“What this data tells us is that pay inequity isn’t just limited to one specific attribute. It’s the intersectionality of all these things — race, gender, gender identity, sexual orientation, and more — that contributes to the persistence of unequal pay for equal work performed,” said Reaves. “Organizations and their leaders must commit to doing the hard work — putting in the time, effort, and resources to uncover where those biases exist, whether intentional or not — and take steps to correct the problem and do right by their people.”
Whose Responsibility Is It?
Where does the responsibility of pay equity lie? According to 47% of executives, the chief human resources executive (CHRO) is primarily responsible for enacting change. Thirty-nine percent believe it’s the responsibility of the chief executive officer (CEO), followed by a senior executive team member (32%), and only 8% believe it’s the responsibility of the chief diversity officer. Contrast that with a third of employees (37%) who feel the CEO should oversee pay equity initiatives, and 6% who believe it’s the responsibility of the CHRO.
“Change must start at the top, but it’s the responsibility of all leaders to work collaboratively to build an inclusive and equitable culture where all employees feel valued and have the opportunity to thrive,” said Pat Wadors, chief people officer at UKG. “HR has a particularly critical role in spearheading these efforts, but the rising role of the chief diversity officer presents immense opportunity to infuse diversity, equity, inclusion, and belonging into all aspects of an organization, and work in lockstep with HR to enact meaningful and long-lasting change.”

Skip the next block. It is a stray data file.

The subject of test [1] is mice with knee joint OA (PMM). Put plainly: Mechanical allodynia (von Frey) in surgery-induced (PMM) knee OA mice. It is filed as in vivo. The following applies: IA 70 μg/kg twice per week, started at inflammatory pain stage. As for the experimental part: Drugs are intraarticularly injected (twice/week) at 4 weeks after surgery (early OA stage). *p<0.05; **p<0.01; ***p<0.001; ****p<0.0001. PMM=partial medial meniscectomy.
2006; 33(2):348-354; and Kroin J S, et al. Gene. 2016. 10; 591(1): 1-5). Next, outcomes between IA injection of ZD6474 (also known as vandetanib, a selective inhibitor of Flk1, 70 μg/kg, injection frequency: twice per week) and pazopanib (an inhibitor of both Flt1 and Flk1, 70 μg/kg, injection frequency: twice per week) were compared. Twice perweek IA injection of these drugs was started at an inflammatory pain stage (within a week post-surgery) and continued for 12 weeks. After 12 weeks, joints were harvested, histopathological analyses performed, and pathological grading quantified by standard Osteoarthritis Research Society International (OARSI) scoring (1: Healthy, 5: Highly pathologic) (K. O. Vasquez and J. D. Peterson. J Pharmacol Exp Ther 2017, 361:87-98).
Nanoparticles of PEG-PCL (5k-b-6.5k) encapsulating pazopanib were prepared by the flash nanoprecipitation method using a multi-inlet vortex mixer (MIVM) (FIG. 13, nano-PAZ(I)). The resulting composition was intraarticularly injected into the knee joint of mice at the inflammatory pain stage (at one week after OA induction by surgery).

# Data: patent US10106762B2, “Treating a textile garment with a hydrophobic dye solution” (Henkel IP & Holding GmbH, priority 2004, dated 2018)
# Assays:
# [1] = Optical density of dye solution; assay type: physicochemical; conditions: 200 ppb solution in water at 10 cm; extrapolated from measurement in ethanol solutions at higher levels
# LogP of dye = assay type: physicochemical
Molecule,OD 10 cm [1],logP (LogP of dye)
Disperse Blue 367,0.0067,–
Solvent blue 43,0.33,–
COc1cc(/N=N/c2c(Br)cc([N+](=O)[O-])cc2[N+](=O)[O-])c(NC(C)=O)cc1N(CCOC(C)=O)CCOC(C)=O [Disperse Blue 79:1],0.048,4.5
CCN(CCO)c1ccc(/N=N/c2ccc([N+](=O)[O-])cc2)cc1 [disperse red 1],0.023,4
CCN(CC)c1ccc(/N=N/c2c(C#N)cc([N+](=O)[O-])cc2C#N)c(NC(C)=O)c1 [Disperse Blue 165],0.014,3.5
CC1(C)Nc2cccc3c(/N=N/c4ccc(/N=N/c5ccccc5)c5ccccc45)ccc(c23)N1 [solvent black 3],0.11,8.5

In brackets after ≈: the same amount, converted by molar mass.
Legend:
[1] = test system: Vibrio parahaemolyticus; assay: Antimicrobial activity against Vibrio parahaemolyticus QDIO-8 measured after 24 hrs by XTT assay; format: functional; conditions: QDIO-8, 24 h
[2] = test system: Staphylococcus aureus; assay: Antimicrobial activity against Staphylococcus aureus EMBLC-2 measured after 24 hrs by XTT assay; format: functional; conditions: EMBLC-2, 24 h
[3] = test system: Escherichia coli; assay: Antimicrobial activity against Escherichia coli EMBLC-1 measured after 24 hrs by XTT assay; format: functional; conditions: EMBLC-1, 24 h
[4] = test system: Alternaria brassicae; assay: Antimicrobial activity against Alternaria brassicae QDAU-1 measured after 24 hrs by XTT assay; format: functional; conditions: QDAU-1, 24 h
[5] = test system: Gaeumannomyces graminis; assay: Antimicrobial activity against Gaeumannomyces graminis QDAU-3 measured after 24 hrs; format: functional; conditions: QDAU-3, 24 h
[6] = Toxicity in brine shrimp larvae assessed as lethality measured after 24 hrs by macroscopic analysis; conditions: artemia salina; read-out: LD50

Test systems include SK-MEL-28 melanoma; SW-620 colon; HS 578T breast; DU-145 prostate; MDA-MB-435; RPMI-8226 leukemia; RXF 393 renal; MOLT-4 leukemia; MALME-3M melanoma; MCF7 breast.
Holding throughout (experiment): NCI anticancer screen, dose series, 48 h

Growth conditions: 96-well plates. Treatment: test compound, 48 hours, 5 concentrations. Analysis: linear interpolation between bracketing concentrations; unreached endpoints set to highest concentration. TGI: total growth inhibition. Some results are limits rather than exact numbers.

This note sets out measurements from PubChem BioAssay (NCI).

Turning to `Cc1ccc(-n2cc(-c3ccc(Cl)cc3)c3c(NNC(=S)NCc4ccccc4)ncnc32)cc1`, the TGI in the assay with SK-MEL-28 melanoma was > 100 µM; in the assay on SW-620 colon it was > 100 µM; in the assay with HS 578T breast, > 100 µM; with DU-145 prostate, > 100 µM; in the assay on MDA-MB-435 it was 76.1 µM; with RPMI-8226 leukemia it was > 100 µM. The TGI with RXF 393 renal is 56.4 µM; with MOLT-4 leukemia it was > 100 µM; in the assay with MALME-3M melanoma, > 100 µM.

Strategies to Successfully Implement Pay Equity
Initiating change is challenging yet pivotal to establishing an effective pay equity plan. Dedicated leadership, auditing tools, a commitment to transparency, and clear communication are all foundational to the process, but technology presents a significant opportunity. Employee pulse surveys create an opportunity to collect ongoing, anonymous feedback to help organizations know how their people feel. Benchmarking lets leaders know where they stand in relation to other organizations, from a compensation perspective, and presents an opportunity for improvement. Business intelligence and analytics tools that rely on data also allow organizations to see where inequities exist, so they can ensure fairness throughout the employee lifecycle.
“Change is difficult and doesn’t happen overnight, but the time to act is now,” said Reaves. “As an organization whose purpose is people, we know that an individual’s income impacts every aspect of life, including their health, wellness, family, and future.”
- Read the full report, “Making Pay Equity Work for All.”
- Learn more about how UKG is making pay equity a priority.
- Access UKG pay equity resources and insights.
- Follow UKG on Facebook, Instagram, LinkedIn, Twitter, and YouTube.
At UKG, our purpose is people. As strong believers in the power of culture and belonging as the secret to success, we champion great workplaces and build lifelong partnerships with our customers to show what’s possible when businesses invest in their people. Born from a historic merger that created one of the world’s leading HCM cloud companies, our Life-work Technology approach to HR, payroll, and workforce management solutions for all people helps more than 70,000 organizations around the globe and across every industry anticipate and adapt to their employees’ needs beyond just work. To learn more, visit ukg.com.
Harvard Business Review Analytic Services surveyed 453 members of the Harvard Business Review audience via an online survey fielded between April and May 2022. Respondents qualified to complete the survey if they were familiar with their organizations’ pay equity plans or efforts.
Harvard Business Review Analytic Services surveyed 3,005 full-time employee respondents (i.e., not senior or executive level) drawn from a third-party research panel. The study was conducted via an online survey fielded in May 2022.